ANDORRA

A precise, unsettling (if somewhat overlong) study of loss and duplicity. Cameron, the author of several well-received novels (The Weekend, 1994, etc.) and story collections (Far Flung, 1991, etc.), sets this terse work in the tiny country of Andorra, a mountainous, pocket-sized nation wedged between France and Spain. Alex Fox, his disaffected narrator, arrives there fleeing some at first unspecified horror, and finds the carefully ordered, slightly eccentric society of Andorra to be both enticing and soothing. He falls in with the Dents, a handsome, charming Australian couple who, separately, set out to seduce him. And he in turn begins to pursue the beautiful, hesitant Jean Quay, a young woman who seems to be locked in a constant struggle to suppress some disturbing incident in her past. Cameron deftly introduces a grim subtext to Alex's amours: The bodies of several men, strangled to death, wash up on a nearby beach. Ricky Dent disappears, and his frantic wife and a coolly charming policeman both wonder whether Alex has had something to do with it. Dent reappears but, convinced that he will be arrested for the murders, flees. Alex, who had come to Andorra looking for the solace of anonymity, allows himself to drift into an affair with the not-terribly-distraught Mrs. Dent and to entertain the idea of settling down with Jean. But things quickly go wrong. Alex, protesting his innocence, becomes the police's prime suspect in the murders. He isn't guilty, but an even more horrendous crime in his past spurs him to attempt to flee. That crime is revealed only at the last, and Cameron does a very deft job of gradually peeling away the seeming charm of the place and its inhabitants to uncover some nasty secrets underneath. While the pace occasionally lags toward the climax, Cameron's sly, complex characters, wonderfully intelligent dialogue, and masterful pacing combine to create a cumulatively powerful tale of the unforgiving workings of fate. (First printing of 25,000; author tour)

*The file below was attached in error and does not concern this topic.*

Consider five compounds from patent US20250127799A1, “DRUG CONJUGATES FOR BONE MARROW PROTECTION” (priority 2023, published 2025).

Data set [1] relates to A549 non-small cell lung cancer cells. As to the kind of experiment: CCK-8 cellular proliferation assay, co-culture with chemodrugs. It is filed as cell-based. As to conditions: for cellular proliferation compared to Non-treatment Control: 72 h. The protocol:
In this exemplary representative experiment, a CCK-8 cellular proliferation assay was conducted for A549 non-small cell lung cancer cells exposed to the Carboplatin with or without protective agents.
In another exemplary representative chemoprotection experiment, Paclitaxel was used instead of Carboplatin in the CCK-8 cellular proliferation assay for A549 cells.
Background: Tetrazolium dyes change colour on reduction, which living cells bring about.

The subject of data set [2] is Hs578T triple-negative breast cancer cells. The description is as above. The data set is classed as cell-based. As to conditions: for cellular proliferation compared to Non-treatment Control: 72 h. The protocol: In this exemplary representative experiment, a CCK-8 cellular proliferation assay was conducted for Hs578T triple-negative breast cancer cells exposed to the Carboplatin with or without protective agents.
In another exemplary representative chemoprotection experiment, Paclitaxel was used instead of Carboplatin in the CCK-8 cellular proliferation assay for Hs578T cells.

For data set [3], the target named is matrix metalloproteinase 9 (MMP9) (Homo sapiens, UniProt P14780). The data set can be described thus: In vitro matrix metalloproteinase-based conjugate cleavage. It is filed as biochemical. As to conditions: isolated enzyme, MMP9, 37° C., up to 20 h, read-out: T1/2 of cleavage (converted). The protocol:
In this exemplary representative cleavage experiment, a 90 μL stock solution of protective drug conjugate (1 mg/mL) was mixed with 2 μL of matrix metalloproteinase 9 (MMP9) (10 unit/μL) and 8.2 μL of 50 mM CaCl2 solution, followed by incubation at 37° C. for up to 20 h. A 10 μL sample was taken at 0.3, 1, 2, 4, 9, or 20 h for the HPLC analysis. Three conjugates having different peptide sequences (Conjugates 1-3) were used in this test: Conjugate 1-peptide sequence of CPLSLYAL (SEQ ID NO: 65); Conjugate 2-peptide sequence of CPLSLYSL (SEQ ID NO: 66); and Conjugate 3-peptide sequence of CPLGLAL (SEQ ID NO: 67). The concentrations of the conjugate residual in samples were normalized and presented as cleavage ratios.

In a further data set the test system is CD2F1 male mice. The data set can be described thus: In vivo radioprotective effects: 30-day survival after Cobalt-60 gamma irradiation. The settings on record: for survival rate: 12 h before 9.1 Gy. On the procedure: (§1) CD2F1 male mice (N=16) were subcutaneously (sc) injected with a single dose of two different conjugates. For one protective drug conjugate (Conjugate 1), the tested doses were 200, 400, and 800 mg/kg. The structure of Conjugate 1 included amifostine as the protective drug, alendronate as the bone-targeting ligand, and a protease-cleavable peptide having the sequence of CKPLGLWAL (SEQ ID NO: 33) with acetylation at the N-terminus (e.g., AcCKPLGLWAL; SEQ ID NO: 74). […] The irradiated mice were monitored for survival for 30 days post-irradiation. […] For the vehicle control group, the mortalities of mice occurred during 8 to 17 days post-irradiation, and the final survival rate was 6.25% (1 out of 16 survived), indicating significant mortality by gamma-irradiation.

Pub Date: Jan. 1, 1997

ISBN: 0-374-10505-7

Page Count: 256

Publisher: Farrar, Straus and Giroux

Review Posted Online: May 20, 2010

Kirkus Reviews Issue: Oct. 15, 1996

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Kin “[find] each other’s lives inscrutable” in this rich, sharp story about the way identity is formed.

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THE VANISHING HALF

Inseparable identical twin sisters ditch home together, and then one decides to vanish.